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How long before a bigger official eSATA drive?

Discussion in 'TiVo Series3 HDTV DVRs' started by singletb, Oct 23, 2007.

  1. andrews777

    andrews777 New Member

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    Aug 22, 2007
    Will a larger drive be certified any time soon? Does it have to be purchased from Tivo, or is that exact model sufficient? I would rather have 1TB, but I may bite at the current choice if I can skip the extra tax and shipping. (If they still have them in stock of course.)

    Brad
     
  2. George Cifranci

    George Cifranci Viva La Tivo!

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    Columbus,...
    FYI... I and a few others have found that the eSATA cable that comes with the MX-1 isn't all that great and caused me issues. The MX-1 paired with a SIIG eSATA cable works great though.
     
  3. bareyb

    bareyb Under Maintenance TCF Club

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    Thank you TiVoPony. This is exactly the kind of thing that makes me such a fan of TiVo. I happen to be one of the ones who expanded my storage and it was my faith that TiVo Inc. wouldn't screw us over that gave me the confidence to carry that forward. Grandfathering us in, is very much appreciated and shows that TiVo does still care about us "TiVo Fanatics" and "early adopters". :up:
     
  4. richsadams

    richsadams Active Member

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    Couldn't have said it better myself...and to add to that...phew! :D
     
  5. TokyoShoe

    TokyoShoe Frustrated TiVoHD'er

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    Houston, Texas
    Actually I think this is complete and total garbage. It is "Early Adopters" that went out and bought eSATA Drives to use with their TivoHD units in anticipation of being able to use them, just as they were useable with the Tivo Series3's. While I think they are smart not to disable all non-verified drives for previous Series 3 users, I think it's complete and total CRAP much less massively missleading advertising to sell off TivoHD's with an eSATA port .. but NOT tell the users you intend to lock it down and have it behave TOTALLY differently from previous generation Series 3's and their eSATA port.

    People bought TivoHD's with eSATA ports specifically to be able to upgrade them the same way people could with their Tivo Series 3's. Yes, I understand that was a "backdoor solution" regarding eSATA use and the Series 3's. But guess what? You NEVER commented on it being an "illegal solution" previously, and since no comments to this fact were ever made.. nor were there EVER comments regarding TivoHD requiring a "Verified Storage Solution" in the future. I personally think this is flat out dirty pool on the part of Tivo and I am losing respect for this company FAST.
     
  6. aaronwt

    aaronwt UHD Addict

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    Jan 31, 2002
    Northern...
    Early adopters bought the Series 3 TiVo(in 2006). By the time the TiVoHD came out that was much later so i wouldn't call anyone who got a TiVoHD an early adopter.
     
  7. SCSIRAID

    SCSIRAID Active Member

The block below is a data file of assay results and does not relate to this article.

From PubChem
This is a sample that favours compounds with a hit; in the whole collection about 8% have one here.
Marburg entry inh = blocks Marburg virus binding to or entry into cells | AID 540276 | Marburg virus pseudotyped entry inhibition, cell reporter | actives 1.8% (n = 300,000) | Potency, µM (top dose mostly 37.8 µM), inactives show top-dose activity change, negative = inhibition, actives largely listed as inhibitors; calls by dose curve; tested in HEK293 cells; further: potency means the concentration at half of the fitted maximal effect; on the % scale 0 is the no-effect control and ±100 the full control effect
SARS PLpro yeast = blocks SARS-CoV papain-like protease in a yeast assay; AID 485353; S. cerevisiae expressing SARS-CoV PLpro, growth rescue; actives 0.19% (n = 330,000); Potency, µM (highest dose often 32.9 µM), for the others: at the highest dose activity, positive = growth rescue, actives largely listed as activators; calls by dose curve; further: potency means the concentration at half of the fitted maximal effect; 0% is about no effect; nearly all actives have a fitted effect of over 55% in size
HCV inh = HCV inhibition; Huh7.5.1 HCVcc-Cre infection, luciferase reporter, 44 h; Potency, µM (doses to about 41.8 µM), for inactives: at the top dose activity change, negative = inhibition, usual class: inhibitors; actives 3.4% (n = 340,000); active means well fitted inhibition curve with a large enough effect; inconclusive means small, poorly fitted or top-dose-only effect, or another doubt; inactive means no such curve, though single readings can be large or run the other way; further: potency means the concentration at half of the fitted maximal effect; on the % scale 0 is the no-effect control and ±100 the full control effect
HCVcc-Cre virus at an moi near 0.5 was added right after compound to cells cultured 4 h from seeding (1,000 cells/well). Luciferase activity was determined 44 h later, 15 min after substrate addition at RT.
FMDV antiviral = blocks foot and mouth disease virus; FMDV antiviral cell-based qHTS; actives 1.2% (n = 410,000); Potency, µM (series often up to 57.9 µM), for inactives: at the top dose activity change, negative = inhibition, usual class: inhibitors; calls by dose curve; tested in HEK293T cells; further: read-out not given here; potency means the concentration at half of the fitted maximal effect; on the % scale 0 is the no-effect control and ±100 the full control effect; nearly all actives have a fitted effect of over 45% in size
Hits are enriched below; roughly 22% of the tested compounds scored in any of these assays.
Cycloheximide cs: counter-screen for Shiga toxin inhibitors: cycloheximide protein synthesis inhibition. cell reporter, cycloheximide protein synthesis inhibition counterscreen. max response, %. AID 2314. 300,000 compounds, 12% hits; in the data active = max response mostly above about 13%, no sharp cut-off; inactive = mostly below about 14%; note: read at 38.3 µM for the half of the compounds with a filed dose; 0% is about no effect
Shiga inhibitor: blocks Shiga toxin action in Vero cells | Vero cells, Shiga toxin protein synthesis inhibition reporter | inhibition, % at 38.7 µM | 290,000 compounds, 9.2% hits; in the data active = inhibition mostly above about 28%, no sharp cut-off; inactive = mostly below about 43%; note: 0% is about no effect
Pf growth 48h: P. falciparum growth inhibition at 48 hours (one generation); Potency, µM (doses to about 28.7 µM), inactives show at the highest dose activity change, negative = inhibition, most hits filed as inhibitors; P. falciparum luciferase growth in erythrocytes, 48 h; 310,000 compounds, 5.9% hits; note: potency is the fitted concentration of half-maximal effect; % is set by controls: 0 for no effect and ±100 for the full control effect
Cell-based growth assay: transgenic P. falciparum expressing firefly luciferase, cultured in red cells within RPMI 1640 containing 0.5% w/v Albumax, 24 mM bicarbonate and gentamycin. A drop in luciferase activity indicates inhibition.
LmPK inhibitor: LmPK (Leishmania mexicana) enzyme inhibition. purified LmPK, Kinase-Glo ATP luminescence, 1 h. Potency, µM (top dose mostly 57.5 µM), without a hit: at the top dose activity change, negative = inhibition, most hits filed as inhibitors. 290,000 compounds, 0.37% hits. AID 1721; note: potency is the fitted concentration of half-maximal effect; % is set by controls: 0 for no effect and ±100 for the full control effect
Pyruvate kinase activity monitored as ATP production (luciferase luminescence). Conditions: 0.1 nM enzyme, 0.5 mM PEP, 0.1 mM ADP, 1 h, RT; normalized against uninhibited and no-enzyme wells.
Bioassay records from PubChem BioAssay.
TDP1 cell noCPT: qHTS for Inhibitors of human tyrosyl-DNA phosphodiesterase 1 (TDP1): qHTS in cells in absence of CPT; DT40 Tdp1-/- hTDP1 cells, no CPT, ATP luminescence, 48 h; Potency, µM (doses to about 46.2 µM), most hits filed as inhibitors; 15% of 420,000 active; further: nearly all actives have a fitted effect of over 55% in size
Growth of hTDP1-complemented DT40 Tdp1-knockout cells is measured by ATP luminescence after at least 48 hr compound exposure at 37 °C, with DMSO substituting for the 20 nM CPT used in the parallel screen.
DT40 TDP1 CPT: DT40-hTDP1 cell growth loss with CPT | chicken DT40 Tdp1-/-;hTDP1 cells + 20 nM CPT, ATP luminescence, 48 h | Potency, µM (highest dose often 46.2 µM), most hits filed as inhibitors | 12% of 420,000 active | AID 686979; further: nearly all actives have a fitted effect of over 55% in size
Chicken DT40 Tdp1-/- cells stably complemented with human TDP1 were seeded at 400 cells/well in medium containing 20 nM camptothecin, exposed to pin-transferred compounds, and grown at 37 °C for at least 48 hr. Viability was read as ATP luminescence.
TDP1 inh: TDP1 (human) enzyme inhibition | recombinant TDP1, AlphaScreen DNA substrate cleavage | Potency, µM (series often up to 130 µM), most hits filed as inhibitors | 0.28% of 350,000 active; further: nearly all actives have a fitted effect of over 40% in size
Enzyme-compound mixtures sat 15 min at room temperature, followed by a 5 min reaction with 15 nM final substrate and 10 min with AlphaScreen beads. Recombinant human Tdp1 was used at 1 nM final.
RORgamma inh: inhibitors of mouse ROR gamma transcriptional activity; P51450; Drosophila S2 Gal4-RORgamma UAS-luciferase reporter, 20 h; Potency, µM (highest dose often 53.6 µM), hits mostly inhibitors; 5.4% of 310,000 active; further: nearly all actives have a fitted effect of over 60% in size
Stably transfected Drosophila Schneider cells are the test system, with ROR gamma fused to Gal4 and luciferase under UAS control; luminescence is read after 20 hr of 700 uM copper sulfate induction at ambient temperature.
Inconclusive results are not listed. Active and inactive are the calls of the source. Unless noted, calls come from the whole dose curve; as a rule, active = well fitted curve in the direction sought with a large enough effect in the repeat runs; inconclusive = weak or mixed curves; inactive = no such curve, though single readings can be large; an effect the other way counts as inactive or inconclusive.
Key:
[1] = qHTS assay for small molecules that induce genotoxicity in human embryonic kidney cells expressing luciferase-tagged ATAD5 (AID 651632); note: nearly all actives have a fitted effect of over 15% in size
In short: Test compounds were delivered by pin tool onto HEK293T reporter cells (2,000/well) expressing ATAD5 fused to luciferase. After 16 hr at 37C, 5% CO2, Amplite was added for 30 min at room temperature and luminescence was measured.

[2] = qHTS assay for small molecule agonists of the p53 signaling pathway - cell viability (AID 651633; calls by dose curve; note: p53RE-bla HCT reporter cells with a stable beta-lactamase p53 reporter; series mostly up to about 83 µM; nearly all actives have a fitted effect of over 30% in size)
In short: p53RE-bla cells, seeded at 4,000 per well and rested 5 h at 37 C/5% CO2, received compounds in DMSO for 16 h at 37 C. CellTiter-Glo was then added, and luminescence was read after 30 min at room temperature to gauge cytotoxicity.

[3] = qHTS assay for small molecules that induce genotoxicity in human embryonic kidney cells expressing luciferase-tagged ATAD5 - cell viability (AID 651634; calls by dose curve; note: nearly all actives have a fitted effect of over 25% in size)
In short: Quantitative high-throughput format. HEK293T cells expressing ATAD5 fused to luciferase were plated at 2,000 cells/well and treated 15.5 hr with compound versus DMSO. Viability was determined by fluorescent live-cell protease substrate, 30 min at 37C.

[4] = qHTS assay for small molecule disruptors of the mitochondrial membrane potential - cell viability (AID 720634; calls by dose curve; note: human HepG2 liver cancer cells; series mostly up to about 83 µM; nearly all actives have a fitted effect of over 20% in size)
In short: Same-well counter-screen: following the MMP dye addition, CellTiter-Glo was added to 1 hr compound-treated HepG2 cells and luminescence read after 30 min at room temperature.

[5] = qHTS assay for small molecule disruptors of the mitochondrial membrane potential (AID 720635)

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    Feb 2, 2003
    Vero Beach, FL
    No. Its not the enclosure that the Tivo is keying on.... Its the drive itself. The enclosure is invisable from the SATA interface. Its just a box.

    Now you could possibly buy a WD A/V drive and put it in an MX-1 and have it work fine. The question is whether there is a difference between the raw A/V drive and the one in the My DVR Expander.

    It could be tested using the drive taken out of a THD and hook it to an unmodified THD.
     
  8. ufo4sale

    ufo4sale Active Member

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    Plainview...
    No offense but people don't buy "HD" TiVo's to watch SD content. 60 hours of HD is way to small. It might be good for now since the majority of shows aren't offered in HD but in a year or so when more channels are added the Hard Drive is going to run out of space very quickly.
     
  9. aaronwt

    aaronwt UHD Addict

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    Jan 31, 2002
    Northern...
    So I wonder if it's possible to extract the 500GB drive and copy it to a 1TB drive and have it work properly.
     
  10. richsadams

    richsadams Active Member

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    Jan 4, 2003
    Perhaps you missed it, but there was no TiVo support for eSATA on S3's or THD's until this week.

    See above.

    You may have, the general public did not and anyone that did took their chances and have no recourse…see above.

    See above.

    You're certainly entitled to your opinion...and we can see that you don't let facts stand in the way of shaping it.

    FYI, many of us began modifying S3's more than six months ago, not THD’s (which didn’t exist at the time). Whatever you are, you are not an “early adopter”.

    Look, you have been whining about this on dozens of threads since you became a forum member…we get it. Man up and deal with it or do us all a favor and take your TiVo back for a refund and take up some other pastime. :rolleyes:
     
  11. richsadams

    richsadams Active Member

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    Jan 4, 2003
    Great idea! I like it! :up: Let us know how it goes! :D
     
  12. singletb

    singletb New Member

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    May 12, 2004
    Chicago, IL
    Amen Richsadams. The last person I wanted hijacking my thread is TokyoShoe. I have been reading nothing but way overboard complaints from him for the past week.
     
  13. andyw715

    andyw715 Active Member

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    Jul 31, 2007